Doing what's been done before

Why are we forced to ask the same old questions in hotel development?

Guy Wilkinson is a director of Viability, a hospitality and property consulting firm in Dubai.
Guy Wilkinson is a director of Viability, a hospitality and property consulting firm in Dubai.

Hotel development is marred by red tape, but that’s no excuse for all running round in circles asking the same old questions

They say that knowledge is power. Is that statement true? Well, if you pay me my customary fees, I’ll let you know! There would be no consultants if this were not true. So, yes, certain kinds of knowledge about say, how to build and open a hotel, for example, are definitely available at a premium.

For example, I’ve just spent the last few months of my life trying to obtain the necessary operating licences for a hotel. You would have thought that after so many new hotels have opened in the Gulf, someone in each of the relevant ministries and government departments would have thought to write down a simple check list or flow chart of the actions necessary to get licensed, and the contact details of the relevant parties.

Ideally, in Arabic, English and Hindi, say, so everyone can quickly understand. You might even have thought that at least one bureaucrat in each country or city would have concluded that, since various different ministries and government departments are involved, it would be useful to create a guide that covers all of them.

In these days of e-government, you might have thought such information would be available on the internet. You might have thought so, but you would be wrong. Why? Because knowledge is power and a lot of people would either feel, or actually be, less important (and in some cases, even unemployed) if this information were easily available.

Those who pay the high price to get this knowledge, after endless hours driving back and forth to government offices, waiting to be attended to, biting their tongues when they realise they’ve waited in the wrong queue, filled the form in wrong, etc, become understandably possessive of what they learn. Why should you have it easy, when I’ve just been given the royal runaround?

Of course, the answer is that we hoteliers could help each other, and create some sort of public access website that contains this kind of invaluable information. Who’s up for it? I’ll contribute my knowledge of licensing in Dubai FOC!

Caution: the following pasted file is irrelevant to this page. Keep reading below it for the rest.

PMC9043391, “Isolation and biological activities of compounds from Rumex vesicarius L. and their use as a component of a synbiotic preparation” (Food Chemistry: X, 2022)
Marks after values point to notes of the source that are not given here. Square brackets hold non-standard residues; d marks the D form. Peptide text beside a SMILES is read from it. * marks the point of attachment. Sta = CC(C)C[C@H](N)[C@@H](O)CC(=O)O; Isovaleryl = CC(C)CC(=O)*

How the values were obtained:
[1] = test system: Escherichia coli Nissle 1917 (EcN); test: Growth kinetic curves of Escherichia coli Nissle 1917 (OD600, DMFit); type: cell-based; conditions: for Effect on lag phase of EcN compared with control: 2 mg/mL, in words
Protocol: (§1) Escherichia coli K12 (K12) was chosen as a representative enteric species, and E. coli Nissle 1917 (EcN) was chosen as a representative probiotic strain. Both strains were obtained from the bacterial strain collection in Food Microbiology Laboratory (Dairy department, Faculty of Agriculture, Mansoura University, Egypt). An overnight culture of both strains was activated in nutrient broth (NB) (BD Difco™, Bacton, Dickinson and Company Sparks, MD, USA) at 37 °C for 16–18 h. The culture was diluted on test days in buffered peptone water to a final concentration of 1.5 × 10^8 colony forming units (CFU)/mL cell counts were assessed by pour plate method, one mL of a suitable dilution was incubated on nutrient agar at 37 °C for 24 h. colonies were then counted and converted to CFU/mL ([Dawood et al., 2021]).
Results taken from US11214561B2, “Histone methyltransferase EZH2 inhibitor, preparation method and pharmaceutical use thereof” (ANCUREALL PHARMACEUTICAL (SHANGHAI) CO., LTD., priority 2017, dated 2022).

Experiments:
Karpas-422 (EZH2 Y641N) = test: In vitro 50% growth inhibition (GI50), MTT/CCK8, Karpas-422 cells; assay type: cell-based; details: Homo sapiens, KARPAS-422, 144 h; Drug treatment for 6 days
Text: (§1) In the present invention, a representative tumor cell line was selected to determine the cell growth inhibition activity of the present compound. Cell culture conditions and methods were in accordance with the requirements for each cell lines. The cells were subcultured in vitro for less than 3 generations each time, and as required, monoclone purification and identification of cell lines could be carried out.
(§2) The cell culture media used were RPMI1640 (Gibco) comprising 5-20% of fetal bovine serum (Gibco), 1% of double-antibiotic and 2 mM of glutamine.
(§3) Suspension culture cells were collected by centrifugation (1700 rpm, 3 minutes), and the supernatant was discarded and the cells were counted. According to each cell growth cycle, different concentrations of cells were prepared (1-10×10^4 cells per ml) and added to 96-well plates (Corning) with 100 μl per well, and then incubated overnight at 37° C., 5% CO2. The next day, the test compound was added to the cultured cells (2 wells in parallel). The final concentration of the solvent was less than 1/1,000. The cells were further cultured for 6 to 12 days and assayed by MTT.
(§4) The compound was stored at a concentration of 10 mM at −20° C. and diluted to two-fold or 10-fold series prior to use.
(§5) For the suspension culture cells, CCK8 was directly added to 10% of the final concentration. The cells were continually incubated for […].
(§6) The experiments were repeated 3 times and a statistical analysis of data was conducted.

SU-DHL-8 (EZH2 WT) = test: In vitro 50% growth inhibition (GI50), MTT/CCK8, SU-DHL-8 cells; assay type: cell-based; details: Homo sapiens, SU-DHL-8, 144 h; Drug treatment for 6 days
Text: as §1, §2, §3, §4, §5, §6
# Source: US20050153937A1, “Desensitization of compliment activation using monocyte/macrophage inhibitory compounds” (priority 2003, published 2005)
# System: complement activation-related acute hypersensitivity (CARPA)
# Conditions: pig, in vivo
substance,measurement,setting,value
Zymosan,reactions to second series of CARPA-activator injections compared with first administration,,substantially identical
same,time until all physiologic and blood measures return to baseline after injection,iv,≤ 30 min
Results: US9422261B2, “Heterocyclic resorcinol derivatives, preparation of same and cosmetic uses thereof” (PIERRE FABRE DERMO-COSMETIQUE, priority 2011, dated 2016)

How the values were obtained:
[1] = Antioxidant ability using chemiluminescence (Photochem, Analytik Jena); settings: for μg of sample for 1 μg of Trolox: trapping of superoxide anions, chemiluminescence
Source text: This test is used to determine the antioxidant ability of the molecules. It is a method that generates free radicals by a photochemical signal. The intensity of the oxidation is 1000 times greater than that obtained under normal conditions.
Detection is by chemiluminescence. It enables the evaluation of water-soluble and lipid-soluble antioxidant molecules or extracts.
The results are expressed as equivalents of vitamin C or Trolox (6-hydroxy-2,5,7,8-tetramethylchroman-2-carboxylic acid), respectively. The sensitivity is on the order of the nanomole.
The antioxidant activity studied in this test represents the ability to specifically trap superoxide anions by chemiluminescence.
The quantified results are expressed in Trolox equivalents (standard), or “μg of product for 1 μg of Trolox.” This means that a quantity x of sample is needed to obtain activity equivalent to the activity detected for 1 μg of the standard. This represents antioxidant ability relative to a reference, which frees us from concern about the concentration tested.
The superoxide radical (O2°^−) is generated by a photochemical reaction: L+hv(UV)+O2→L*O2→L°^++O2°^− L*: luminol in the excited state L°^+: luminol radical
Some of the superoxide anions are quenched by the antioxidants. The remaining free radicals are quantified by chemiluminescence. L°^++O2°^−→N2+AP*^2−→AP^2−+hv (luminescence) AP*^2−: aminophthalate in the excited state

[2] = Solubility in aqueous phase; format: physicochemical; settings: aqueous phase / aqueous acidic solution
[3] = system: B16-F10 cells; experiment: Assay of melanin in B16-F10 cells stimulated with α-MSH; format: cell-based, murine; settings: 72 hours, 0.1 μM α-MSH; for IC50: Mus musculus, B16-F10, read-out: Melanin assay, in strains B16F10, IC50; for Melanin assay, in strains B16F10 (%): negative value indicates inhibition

Where's the wisdom?
In a broader perspective, knowledge about the larger hotel development process is also very well protected, and therefore also remarkably scarce. As a hotel consultant, I am constantly surprised by the number of development companies who have a hotel at the planning or even the construction stage, but no one in their team that really knows about hotels.

The recession has obviously caused a widespread downsizing of development teams, even in ostensibly booming markets of the Gulf, but one would have thought… Oh dear, I’m beginning to sound like a broken record. But I’ll carry on anyway.

One would have thought that there would have been some sort of accumulated wisdom or global knowledge resource about the very basic principles of developing a hotel. This would cover things like the need to build a hotel that responds to demand in the market, or at least that has a demonstrable ability to create sufficient demand.

It would address how that knowledge translates into a certain star rating, a certain number of rooms and a certain set of amenities. And how drilling down further, it would recommend that research among people with prior experience of these things (with all due respect to architects and engineers, I am referring to hoteliers), can help define the capacity, size, look and feel of the amenities — which in turn can give a good basis for anticipating the cost of construction, together with the likely revenues, expenses, profitability and pay-back of the investment.

Beyond that, this resource would surely highlight how an understanding of hotel operations can help an owner monitor his operator’s performance, to maximise the performance of his asset?

In reality, despite the presence of more than 100 hotel chains in the Gulf, and far too many consulting firms, developers soldier on as though they were the first to ever ponder these questions.

About the Author:
Guy Wilkinson is a director of Viability, a hospitality and property consulting firm in Dubai. For more information, e-mail:

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